China launches second probe into Australian wine imports


China's wine industry lobby has complained Australia offered different subsidy programs that give its wines an advantage over Chinese products, the commerce ministry said in a statement.

He denied that government programs aimed at bolstering the wine industry counted as subsidies for exporters.

The new probe comes almost two weeks after the ministry said it was launching an anti-dumping investigation into Australian wine imports, alleging that winemakers have sharply cut the price of the products they were selling in China, subsequently damaging China's domestic wine industry.

The probe is yet another sign that the relationship between the two countries is deteriorating. Last week, Australia effectively blocked the sale of a dairy business to a Chinese company when Treasurer Josh Frydenberg said the acquisition "would be contrary to the national interest".

Wine became a target earlier this month when China's Ministry of Commerce said it would investigate whether Australia was dumping the product into the Chinese market.

Also last week, China's second most senior diplomat in Australia made a speech in Canberra, likening Australia's push for the coronavirus inquiry to Brutus betraying Julius Caesar. In addition, the Chinese ambassador to Canberra said in April that Chinese consumers might choose to boycott the nation's exports because of strained relations, a comment that was seen as a threat in Australia. Over 60% of the total Aussie wine production is exported to Australia.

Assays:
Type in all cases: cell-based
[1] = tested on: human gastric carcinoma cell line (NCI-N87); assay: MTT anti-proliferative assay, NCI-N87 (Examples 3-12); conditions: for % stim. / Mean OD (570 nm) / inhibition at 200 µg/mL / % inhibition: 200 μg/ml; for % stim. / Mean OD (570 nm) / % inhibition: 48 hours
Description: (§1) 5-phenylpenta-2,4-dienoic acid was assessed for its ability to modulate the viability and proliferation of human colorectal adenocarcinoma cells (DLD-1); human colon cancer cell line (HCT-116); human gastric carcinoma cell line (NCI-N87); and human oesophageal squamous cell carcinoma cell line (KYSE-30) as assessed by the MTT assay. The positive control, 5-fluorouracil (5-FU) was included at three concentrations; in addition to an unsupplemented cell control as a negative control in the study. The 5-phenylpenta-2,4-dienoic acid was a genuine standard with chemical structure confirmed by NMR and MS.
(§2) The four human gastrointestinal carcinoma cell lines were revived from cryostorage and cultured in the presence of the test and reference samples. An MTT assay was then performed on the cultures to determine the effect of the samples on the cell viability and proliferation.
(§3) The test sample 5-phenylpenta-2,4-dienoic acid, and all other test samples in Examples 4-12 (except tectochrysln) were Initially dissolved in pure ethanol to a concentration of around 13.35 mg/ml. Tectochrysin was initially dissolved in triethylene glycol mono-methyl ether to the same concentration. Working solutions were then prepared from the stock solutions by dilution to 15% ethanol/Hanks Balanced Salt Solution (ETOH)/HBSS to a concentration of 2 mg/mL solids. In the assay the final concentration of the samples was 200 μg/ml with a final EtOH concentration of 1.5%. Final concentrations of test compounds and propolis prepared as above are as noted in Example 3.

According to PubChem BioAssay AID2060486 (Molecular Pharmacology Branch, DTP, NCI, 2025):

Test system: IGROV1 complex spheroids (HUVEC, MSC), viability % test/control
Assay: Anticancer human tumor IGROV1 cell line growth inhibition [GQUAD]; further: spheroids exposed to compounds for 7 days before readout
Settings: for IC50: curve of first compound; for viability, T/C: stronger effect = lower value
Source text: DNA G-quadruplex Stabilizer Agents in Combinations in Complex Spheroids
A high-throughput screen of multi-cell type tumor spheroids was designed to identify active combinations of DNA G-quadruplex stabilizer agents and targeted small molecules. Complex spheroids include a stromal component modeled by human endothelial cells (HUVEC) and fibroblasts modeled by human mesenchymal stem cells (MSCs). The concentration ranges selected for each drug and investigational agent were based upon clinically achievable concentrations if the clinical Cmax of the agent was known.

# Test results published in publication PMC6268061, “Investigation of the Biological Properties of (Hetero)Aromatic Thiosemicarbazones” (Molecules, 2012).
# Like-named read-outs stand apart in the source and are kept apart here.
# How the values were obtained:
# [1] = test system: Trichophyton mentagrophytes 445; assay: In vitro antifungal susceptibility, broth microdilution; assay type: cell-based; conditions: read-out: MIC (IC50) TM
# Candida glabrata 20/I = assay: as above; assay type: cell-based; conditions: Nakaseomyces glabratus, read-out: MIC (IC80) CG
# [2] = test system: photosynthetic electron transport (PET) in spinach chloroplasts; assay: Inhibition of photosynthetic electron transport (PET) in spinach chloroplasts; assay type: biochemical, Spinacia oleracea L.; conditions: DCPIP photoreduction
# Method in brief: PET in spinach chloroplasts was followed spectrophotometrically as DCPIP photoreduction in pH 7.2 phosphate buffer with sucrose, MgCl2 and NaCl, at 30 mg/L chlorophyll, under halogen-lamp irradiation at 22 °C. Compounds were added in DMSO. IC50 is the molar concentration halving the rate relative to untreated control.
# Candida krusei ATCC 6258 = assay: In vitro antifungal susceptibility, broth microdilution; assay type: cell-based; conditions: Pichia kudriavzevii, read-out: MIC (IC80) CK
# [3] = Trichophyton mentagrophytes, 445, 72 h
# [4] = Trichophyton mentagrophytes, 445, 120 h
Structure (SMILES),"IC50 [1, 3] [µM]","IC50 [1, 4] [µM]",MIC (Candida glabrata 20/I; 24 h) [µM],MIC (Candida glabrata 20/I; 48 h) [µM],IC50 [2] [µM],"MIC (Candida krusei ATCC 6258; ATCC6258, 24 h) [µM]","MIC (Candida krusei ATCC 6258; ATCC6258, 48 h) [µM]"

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China is the top market for Australian wine exports and is also Australia's largest trading partner, with two-way trade worth A$235 billion ($170 billion) past year.

The investigation is the latest blow to the Australian industry, which has been hit by slower demand amid global Covid-19 lockdowns, drought-affected vintages, as well as smoke taint and damage from the country's unprecedented bushfire season last summer.

Canberra is now pushing back again.

Australia's trade minister, Simon Birmingham, previously called the investigation "very disappointing and perplexing" and said China was also considering a request to investigate countervailing duties, an import tax imposed to prevent dumping or counter export subsidies.

The government will now work with winemakers "to mount the strongest possible case against these claims", he added.

The investigation will be on "wines in containers holding 2 litres or less", and should be completed within a year or be extended to end-February 2022 under special circumstances.